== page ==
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Sunday Tigers links: Miguel Cabrera will finish out his contract in 2023

The Seattle Mariners finally broke through to clinch their first postseason berth in 21 years, while the final spot in the National League remains in doubt.

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Detroit Tigers v Baltimore Orioles Photo by G Fiume/Getty Images

As we enter the final week of the season, let’s take a look around some of the news from the Detroit Tigers and around the league.

The first key piece of offseason news from the Tigers has arrived early. New President of Baseball Operations, Scott Harris, along with A.J. Hinch, had a sit down with Miguel Cabrera to discuss his future. By the sound of it, the big man is going nowhere as long he can recover this offseason and come to camp feeling healthy enough to play.

Harris discussed the conversation with Cabrera on Mitch Albom’s radio show on Friday. He confirmed that the Tigers won’t be buying out Cabrera’s contract. Instead, the Tigers’ legend will be back for his 16th season with the club to play out the final guaranteed year of the eight-year, $248 million extension signed back in March of 2014.

Cabrera had a solid stretch for a few weeks in May and early June, but was otherwise one of the least valuable players in the game in 2022. Since June his numbers have completely cratered, leaving him with a 76 wRC+ and a .251/.299/.315 line for the year. His isolated power mark was a gruesome .065 on the year, with just five home runs.

Cabrera has 421 plate appearances so far this season. Presumably the plan is to trim that substantially. Either way, he’s set to be one of the worst offensive players in the game again, and the easiest position at which the club could make offensive upgrades will remain partly clogged until 2024.

However, unless the Tigers make some huge moves this offseason, the odds of Cabrera hurting the team, something he has repeatedly insisted he won’t allow, are pretty small. This does limit on Harris’ options for improving the offense to a degree, and he needs all the options he could get, but unless things go shockingly well next season and the roster spot becomes a problem, it just isn’t much of an issue.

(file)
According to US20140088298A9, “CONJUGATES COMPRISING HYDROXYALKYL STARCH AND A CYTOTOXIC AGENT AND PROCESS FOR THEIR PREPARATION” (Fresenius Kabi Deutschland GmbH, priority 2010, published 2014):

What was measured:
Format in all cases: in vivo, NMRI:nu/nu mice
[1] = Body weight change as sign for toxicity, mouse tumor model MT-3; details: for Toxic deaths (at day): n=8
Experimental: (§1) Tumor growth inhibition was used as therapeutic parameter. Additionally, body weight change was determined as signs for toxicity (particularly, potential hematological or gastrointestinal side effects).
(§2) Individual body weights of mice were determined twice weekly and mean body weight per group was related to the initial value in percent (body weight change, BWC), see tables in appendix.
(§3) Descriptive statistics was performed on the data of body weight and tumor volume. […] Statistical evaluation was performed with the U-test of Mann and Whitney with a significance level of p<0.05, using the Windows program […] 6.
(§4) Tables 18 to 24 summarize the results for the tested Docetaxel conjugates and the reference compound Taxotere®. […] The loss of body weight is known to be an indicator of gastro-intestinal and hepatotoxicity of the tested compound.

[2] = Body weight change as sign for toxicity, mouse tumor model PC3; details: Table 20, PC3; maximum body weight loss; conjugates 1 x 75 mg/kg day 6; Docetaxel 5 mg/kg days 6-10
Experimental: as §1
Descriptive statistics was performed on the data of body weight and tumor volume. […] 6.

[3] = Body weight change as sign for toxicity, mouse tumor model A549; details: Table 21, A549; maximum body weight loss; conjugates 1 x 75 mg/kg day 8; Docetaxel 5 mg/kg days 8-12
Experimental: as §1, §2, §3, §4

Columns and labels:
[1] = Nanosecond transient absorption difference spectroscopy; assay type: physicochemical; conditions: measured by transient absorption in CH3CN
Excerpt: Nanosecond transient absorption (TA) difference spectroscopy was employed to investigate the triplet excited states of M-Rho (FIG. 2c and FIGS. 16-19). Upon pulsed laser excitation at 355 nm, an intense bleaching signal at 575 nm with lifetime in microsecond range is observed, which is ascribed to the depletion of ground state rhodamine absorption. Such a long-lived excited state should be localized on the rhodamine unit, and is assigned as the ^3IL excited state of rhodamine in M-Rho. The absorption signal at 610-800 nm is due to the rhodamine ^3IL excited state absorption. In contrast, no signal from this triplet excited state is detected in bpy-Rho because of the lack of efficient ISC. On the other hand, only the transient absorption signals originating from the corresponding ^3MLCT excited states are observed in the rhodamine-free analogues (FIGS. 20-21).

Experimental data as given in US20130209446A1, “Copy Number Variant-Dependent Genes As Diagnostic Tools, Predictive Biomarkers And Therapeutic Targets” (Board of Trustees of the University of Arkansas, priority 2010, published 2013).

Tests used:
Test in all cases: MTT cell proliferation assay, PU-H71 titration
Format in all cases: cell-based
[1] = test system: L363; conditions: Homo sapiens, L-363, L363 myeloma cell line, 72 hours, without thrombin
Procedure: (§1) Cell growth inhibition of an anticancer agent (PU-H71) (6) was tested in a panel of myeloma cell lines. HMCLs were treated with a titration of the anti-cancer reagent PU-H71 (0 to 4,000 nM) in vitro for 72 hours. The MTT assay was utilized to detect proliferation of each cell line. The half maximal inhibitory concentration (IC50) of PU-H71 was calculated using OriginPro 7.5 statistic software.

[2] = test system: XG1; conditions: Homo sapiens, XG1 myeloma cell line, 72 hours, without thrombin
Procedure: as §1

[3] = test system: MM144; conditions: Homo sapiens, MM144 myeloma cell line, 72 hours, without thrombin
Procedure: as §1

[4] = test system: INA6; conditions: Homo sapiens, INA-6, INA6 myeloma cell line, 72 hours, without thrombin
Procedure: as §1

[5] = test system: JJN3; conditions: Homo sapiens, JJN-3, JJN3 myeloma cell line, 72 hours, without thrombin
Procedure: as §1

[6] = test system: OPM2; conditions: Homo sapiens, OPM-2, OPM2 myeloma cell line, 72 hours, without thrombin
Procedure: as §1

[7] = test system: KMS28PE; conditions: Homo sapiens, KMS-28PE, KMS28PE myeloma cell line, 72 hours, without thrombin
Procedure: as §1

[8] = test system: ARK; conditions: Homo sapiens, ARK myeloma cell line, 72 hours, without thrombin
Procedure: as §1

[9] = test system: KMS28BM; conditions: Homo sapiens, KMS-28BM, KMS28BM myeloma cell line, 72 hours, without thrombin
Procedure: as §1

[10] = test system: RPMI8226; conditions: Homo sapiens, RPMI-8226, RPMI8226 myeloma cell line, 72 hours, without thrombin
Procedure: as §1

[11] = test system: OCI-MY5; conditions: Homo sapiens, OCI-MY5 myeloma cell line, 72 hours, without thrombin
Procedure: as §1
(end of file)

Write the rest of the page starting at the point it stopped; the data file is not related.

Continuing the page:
This allows Cabrera to go out on his own terms, while giving Tigers fans the chance to say goodbye to one of the greatest Tigers of all-time. The club was never going to unceremoniously release him at season’s end without the fanfare for his final games in a Tigers uniform. As a pure baseball move it isn’t ideal, but this was always in Cabrera’s hands, or more precisely, his knees.

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The Mariners finally end their drought

This time of year, we’ve gotten pretty accustomed to finding an underdog or two to root for, as the Tigers remain very far from the postseason. The Seattle Mariners will fit the bill for many as they finally ended the longest postseason drought in the game with a walkoff victory over the Oakland A’s on Friday night.

Congratulations to the Mariners and their fans. That’s a very fun team with a budding superstar in rookie Julio Rodriguez leading the way, and they appear to have enough pitching to hang with the big boys. Cal Raleigh’s walkoff blast immediately seizes a place in Mariners history.

That leaves the duel between the Philadelphia Phillies and Milwaukee Brewers for the final NL Wild Card slot as the only postseason berth left to be decided. The two clubs are in a virtual dead heat with only four games left on the 2022 calendar. There is still some jockeying for position going on in the NL East in particular.

Angels pay Ohtani

Superstar Shohei Ohtani has one year remaining until free agency. Instead of allowing the arbitration process to play out, the Los Angeles Angels decided to make a goodwill gesture, presumably hoping to work on the superstar as part of their push to keep him long-term. Ohtani would’ve earned far less in arbitration. Instead he’ll take home $30 million next season.